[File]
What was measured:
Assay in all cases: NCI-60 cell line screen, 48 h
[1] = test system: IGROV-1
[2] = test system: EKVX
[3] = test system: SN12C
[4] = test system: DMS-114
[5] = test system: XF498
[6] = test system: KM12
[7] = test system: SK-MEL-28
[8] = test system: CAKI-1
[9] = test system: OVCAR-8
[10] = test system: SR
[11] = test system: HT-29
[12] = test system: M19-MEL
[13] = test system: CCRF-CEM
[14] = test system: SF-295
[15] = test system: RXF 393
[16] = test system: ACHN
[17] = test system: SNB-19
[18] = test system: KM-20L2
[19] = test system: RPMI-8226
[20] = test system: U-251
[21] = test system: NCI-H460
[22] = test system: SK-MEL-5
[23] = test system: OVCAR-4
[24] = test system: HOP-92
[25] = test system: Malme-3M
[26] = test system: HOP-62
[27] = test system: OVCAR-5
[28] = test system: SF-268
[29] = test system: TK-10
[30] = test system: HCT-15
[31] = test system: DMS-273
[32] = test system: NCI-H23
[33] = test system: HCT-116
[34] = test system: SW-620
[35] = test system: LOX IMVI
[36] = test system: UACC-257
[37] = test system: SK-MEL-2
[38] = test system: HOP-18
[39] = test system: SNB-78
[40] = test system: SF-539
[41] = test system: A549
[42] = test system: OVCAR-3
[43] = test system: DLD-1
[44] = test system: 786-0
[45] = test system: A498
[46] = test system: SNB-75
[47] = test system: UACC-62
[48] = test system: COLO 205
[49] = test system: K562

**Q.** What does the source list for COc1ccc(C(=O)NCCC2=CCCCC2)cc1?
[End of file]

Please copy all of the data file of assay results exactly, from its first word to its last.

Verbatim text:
What was measured:
Assay in all cases: NCI-60 cell line screen, 48 h
[1] = test system: IGROV-1
[2] = test system: EKVX
[3] = test system: SN12C
[4] = test system: DMS-114
[5] = test system: XF498
[6] = test system: KM12
[7] = test system: SK-MEL-28
[8] = test system: CAKI-1
[9] = test system: OVCAR-8
[10] = test system: SR
[11] = test system: HT-29
[12] = test system: M19-MEL
[13] = test system: CCRF-CEM
[14] = test system: SF-295
[15] = test system: RXF 393
[16] = test system: ACHN
[17] = test system: SNB-19
[18] = test system: KM-20L2
[19] = test system: RPMI-8226
[20] = test system: U-251
[21] = test system: NCI-H460
[22] = test system: SK-MEL-5
[23] = test system: OVCAR-4
[24] = test system: HOP-92
[25] = test system: Malme-3M
[26] = test system: HOP-62
[27] = test system: OVCAR-5
[28] = test system: SF-268
[29] = test system: TK-10
[30] = test system: HCT-15
[31] = test system: DMS-273
[32] = test system: NCI-H23
[33] = test system: HCT-116
[34] = test system: SW-620
[35] = test system: LOX IMVI
[36] = test system: UACC-257
[37] = test system: SK-MEL-2
[38] = test system: HOP-18
[39] = test system: SNB-78
[40] = test system: SF-539
[41] = test system: A549
[42] = test system: OVCAR-3
[43] = test system: DLD-1
[44] = test system: 786-0
[45] = test system: A498
[46] = test system: SNB-75
[47] = test system: UACC-62
[48] = test system: COLO 205
[49] = test system: K562

**Q.** What does the source list for COc1ccc(C(=O)NCCC2=CCCCC2)cc1?